Learning how to fix wood shutters can be a fun do-it-yourself project. To repair wood shutters, you need to incorporate some long term maintenance along with an understanding of what can cause them to rot. Although wood shutters can rot over time, however, many people enjoy them because they don't look like plastic and they can be installed on operable hinges. The distinct look of functional shutters that come out of the house adds a different look and type of curb appeal that vinyl shutters just don't offer. The problem is the headache that can come every 3-5 years when it's time to replace those shutters. So what can you do to get the most out of your wood shutters? Follow our tips for fixing shutters and how to repair wood shutters and exterior shutters and you will get more life out of them.
The first thing is understanding why exterior shutters can rot. The sun is your biggest enemy, because it will cause your shutters to contract and expand. If your wood shutters are painted dark colors or black and if they get direct sunlight for most of the day then this is even more so the case. Heat from the sun will cause the shutters to expand and split apart. This will expose untreated areas and the rot process will begin as water and insects make their way into the shutters through these cracks.
By maintaining your shutters, you can prolong their life. Paint your shutters every other year. Paint can fade in the sun and as that layer breaks down over time, the rot process can accelerate. You never want to put an adhesive between a shutter panel and the rails that surround it. Common mistakes are the use of caulk or glue to reinforce the panel. Panels have to have the ability to contract, expand, and shift with changing environmental temperatures. Th rails and styles are never glued to the panel for this reason and only serve to hold the panel while allowing it some slight contraction and expansion mobility. A paint contractor can often overlook this minor detail and cause more harm than good for your shutters. If your shutters are starting to split apart at the rails and panels, you need to do a couple of things. First, you should try to paint any exposed wood that's been untreated. And secondly, you should hammer the rails back in place and reinforce the rails and styles with screws. Never screw the panel to the rails or use glue or caulk.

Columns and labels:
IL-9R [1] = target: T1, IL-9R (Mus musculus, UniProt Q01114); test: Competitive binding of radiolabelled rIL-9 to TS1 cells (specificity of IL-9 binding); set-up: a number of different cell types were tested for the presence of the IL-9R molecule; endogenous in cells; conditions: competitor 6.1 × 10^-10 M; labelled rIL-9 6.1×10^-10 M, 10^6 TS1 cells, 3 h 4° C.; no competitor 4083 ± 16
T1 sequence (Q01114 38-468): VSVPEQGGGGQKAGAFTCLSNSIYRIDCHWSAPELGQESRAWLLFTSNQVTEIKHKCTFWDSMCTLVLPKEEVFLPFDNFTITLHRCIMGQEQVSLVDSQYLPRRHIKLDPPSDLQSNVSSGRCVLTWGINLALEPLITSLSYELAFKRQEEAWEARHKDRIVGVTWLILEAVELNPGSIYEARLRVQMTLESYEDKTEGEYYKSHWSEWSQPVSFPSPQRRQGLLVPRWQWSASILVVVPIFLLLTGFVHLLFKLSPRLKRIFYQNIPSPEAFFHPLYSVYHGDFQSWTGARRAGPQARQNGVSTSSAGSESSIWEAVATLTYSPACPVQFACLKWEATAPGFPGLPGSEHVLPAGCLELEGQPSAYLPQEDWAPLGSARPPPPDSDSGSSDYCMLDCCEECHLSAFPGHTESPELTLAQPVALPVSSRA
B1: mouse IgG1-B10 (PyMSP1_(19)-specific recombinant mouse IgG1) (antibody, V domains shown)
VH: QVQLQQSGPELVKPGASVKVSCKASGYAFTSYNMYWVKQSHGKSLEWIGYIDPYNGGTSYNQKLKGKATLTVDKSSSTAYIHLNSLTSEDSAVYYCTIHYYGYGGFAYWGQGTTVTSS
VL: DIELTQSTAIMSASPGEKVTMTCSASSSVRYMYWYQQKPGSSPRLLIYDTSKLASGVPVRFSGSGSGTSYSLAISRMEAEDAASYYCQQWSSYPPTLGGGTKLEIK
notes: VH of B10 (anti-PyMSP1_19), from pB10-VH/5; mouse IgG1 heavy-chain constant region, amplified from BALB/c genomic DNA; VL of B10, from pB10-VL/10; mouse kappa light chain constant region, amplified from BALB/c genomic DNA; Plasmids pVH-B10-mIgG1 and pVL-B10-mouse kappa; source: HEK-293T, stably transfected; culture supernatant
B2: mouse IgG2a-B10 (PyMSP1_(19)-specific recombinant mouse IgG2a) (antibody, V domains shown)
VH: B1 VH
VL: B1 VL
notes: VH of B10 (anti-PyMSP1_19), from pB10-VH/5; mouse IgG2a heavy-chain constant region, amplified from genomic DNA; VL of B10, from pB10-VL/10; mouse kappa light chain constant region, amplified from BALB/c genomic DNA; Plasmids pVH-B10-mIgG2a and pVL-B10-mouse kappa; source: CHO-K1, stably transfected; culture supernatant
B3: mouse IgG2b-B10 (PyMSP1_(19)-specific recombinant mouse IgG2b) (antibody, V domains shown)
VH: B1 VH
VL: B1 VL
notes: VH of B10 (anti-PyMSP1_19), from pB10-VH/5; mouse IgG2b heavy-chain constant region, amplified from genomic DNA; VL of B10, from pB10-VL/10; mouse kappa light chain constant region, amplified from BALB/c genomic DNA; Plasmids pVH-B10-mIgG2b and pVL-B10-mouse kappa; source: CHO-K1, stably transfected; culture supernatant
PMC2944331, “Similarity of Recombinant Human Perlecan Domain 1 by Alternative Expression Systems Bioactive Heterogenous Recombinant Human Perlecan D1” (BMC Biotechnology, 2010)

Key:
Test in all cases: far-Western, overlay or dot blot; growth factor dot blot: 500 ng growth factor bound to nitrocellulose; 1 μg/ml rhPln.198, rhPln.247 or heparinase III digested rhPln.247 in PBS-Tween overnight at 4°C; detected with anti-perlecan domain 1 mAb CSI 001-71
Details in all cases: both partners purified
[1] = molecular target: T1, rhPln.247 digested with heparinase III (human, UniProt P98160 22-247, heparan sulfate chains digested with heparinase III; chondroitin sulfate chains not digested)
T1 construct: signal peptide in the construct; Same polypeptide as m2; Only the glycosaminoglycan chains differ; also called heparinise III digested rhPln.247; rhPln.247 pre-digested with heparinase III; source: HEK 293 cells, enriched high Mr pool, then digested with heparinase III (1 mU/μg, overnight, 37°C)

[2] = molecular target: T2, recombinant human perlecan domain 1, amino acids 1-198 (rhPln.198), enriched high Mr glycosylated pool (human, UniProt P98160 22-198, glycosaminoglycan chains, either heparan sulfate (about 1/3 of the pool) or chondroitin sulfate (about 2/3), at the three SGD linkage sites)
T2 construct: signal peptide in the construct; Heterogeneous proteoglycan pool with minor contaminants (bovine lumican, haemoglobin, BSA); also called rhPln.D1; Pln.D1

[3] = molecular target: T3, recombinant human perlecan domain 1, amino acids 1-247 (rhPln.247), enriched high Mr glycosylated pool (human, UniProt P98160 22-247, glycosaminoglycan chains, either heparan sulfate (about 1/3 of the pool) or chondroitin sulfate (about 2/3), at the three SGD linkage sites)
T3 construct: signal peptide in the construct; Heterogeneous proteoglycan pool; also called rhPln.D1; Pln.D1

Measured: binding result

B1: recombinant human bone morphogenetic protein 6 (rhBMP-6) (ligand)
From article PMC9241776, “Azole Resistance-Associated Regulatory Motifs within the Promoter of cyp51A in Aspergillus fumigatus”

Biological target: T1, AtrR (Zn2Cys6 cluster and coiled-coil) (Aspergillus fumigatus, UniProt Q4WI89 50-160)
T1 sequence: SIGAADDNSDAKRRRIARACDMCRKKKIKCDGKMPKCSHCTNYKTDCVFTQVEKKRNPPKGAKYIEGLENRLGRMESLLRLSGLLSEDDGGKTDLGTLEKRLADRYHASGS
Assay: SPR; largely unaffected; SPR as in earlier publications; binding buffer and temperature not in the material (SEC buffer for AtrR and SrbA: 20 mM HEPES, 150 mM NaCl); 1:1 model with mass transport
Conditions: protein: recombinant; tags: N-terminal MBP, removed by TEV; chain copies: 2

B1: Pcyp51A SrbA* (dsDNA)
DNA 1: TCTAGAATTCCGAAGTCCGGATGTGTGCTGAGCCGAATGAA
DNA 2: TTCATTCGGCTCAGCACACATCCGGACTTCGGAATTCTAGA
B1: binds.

If possible, don't use the color black. Try to avoid colors with dark pigments in them as they will absorb more heat and reduce the lifespan of the exterior shutters. You can also use a vinyl safe paint or a semi-gloss paint to help minimize absorption from the sun. If your shutters are cupping or bowing, then it's likely that the need reinforcement. Overexposure will do this and a long shutter may need a third hinge in the middle to make it more structural.
Keep in mind, that the sun is your worse enemy. If maintenance and repair are not your cup of tea, then have no fear. There is a no rot solution that does still offer the look of wood and functionality of operable shutters and they don't look like plastic. They're also not made from vinyl. What's nice about vinyl shutters is that they are affordable and they don't rot. The disadvantage is that they will always look like plastic and they too can crack and split over time. They're also not hingeable. Many people like wood shutters so that they can be hinged and function as operable shutters. You can consider upgrading to PVC shutters, which look just like wood and can be hinged. They can be an easy way to avoid a shutter maintenance nightmare. With a little bit of shutter repair and preventative maintenance you can prolong the life of your shutters so that they last twice or three times as long.